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Lymphoma that spreads to the central nervous system concurrent with systemic disease (secondary central nervous system [CNS] lymphoma) is a challenging clinical problem with no established standards for treatment. Alderuccio and coauthors used 5 illustrative cases to discuss their approach and recommendations regarding chemoimmunotherapy, autologous stem cell transplantation, and chimeric antigen receptor T-cell therapies.


Thompson et al report on the very-long-term follow-up of frontline treatment of chronic lymphocytic leukemia (CLL) with fludarabine, cyclophosphamide, and rituximab (FCR). For patients with mutated IGHV gene (IGHV-M) CLL, at a median follow-up of 19 years, median progression-free survival (PFS) was 14.6 years, with relapses after 10 years being uncommon. With unmutated IGHV, median PFS was only 4.2 years. Unfortunately, 32% of patients developed a secondary malignancy, with 6.3% being fatal myeloid neoplasms. For IGHV-M CLL, FCR provides a functional cure for a significant fraction of patients that must be balanced against the likelihood of secondary malignancy.


Bispecific antibodies with T-cell engager (BiTE) are a promising therapy for multiple myeloma, but downregulation of the target antigen may lead to recurrence. Konishi and colleagues report on a novel bridging-BiTE (B-BiTE) that binds the immunoglobulin G Fc domain and CD3. When bound to commercially available monoclonal antibodies, B-BiTEs induce antitumor T-cell responses, preserve natural killer cell reactivity, and exhibit enhanced antimyeloma effects.


KMT2A-rearranged (KMT2A-r) B-cell precursor acute lymphoblastic leukemia (BCP-ALL) is a high-risk leukemia. Kim and colleagues used molecular profiling and minimal residual disease (MRD) assessment to better stratify outcomes in adults with KMT2A-r BCP-ALL treated with intensive chemotherapy. The authors demonstrated considerable heterogeneity; while patients with TP53 or IKZF1 mutation had poor outcomes (overall survival 28%), those who lacked these mutations and were MRD-negative after therapy had a 3-year overall survival of 92.9%. These studies should guide risk-stratified therapeutic strategies including decisions regarding transplant in first remission.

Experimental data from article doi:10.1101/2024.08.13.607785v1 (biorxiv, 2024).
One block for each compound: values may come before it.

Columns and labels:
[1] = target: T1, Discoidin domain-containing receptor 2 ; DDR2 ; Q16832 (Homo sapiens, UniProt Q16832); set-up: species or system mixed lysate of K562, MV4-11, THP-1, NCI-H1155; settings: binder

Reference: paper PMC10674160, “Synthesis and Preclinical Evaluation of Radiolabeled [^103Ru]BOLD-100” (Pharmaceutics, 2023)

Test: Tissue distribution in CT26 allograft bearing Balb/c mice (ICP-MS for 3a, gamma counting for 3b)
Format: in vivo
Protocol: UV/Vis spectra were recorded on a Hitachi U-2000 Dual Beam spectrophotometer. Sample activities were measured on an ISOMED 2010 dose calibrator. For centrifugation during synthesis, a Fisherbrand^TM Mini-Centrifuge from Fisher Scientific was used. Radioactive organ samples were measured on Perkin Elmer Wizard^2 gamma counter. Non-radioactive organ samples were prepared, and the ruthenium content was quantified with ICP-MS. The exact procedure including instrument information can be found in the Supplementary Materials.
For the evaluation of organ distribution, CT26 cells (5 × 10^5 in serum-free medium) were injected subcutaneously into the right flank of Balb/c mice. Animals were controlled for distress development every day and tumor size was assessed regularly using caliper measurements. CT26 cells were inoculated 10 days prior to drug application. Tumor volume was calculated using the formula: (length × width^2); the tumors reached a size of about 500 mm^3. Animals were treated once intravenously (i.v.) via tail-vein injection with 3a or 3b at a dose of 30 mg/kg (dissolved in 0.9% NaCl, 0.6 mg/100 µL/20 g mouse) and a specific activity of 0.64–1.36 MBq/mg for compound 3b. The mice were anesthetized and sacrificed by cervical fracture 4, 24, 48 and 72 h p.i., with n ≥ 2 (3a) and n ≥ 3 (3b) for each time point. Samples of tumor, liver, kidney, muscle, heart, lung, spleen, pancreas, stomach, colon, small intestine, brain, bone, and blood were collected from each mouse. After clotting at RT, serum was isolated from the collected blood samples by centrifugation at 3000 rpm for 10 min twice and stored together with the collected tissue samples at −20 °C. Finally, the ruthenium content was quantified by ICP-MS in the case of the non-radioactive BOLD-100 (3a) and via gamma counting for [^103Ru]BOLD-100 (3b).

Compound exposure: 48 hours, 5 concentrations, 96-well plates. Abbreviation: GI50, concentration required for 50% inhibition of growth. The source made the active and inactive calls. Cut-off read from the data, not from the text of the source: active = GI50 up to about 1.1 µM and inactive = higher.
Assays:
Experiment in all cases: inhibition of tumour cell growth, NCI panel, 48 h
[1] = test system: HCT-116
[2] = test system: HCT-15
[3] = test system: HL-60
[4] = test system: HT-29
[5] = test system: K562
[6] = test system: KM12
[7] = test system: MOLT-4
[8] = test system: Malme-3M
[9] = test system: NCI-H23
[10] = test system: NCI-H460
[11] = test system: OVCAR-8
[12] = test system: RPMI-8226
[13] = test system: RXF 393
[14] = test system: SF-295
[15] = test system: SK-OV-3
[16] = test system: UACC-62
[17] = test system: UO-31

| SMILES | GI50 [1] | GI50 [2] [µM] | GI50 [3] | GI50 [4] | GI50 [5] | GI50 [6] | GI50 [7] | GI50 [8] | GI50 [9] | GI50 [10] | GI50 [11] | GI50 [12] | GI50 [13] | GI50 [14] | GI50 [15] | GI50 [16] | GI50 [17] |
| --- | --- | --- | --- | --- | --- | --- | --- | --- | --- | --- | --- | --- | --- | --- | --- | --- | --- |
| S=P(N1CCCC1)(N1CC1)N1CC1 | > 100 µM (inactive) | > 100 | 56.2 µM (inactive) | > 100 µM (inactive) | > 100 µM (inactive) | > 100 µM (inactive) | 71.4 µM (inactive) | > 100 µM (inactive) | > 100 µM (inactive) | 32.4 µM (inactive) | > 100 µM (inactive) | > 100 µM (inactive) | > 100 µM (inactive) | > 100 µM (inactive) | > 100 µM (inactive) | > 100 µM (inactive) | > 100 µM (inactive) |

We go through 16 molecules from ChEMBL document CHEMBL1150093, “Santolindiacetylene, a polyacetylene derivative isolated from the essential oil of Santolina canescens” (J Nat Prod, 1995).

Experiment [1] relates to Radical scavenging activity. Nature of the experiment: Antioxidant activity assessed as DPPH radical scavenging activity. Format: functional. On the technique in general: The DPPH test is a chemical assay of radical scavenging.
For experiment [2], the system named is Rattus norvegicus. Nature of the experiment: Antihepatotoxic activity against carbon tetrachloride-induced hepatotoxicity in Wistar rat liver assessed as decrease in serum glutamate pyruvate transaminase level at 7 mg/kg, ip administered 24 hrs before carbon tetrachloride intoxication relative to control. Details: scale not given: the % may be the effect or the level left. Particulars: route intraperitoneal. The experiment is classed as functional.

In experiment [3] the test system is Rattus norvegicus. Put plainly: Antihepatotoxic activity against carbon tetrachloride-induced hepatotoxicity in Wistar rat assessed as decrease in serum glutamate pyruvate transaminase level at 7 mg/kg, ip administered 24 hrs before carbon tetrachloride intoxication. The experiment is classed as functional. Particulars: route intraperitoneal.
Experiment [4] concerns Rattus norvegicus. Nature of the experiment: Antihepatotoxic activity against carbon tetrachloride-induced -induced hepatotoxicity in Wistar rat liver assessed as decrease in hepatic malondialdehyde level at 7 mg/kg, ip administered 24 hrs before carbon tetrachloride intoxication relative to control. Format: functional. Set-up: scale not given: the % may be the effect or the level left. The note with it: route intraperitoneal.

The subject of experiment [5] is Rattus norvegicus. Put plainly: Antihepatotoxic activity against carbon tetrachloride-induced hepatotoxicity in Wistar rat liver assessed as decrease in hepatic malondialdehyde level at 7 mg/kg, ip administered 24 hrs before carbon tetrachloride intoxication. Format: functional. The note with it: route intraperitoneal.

The thrombopoietin receptor (TpoR) plays a central role in the pathogenesis of all myeloproliferative neoplasms (MPNs), regardless of mutations in JAK2, calreticulin, or TpoR; but there has been minimal focus on inhibiting TpoR activation since they are likely to inhibit both physiologic and pathologic TpoR activity. Papadopoulos et al open a possible therapeutic strategy for targeting TpoR by demonstrating that the conformation of the receptor differs between Tpo vs JAK2 V617F-induced activation. The authors identified specific mutations that can disrupt mutant JAK2 activation, offering an entry point for new drug discovery to treat MPN.


Patel and colleagues used spatial transcriptomics to define the interaction of immune, colonic epithelial, and vascular endothelial cells with biopsies in patients with severe acute graft-versus-host-disease (aGVHD) of the colon. The authors demonstrated different gene signatures associated with steroid-responsive vs resistant disease. In addition, they identified localized expression of USP17L as a prognostic marker associated with decreased survival.




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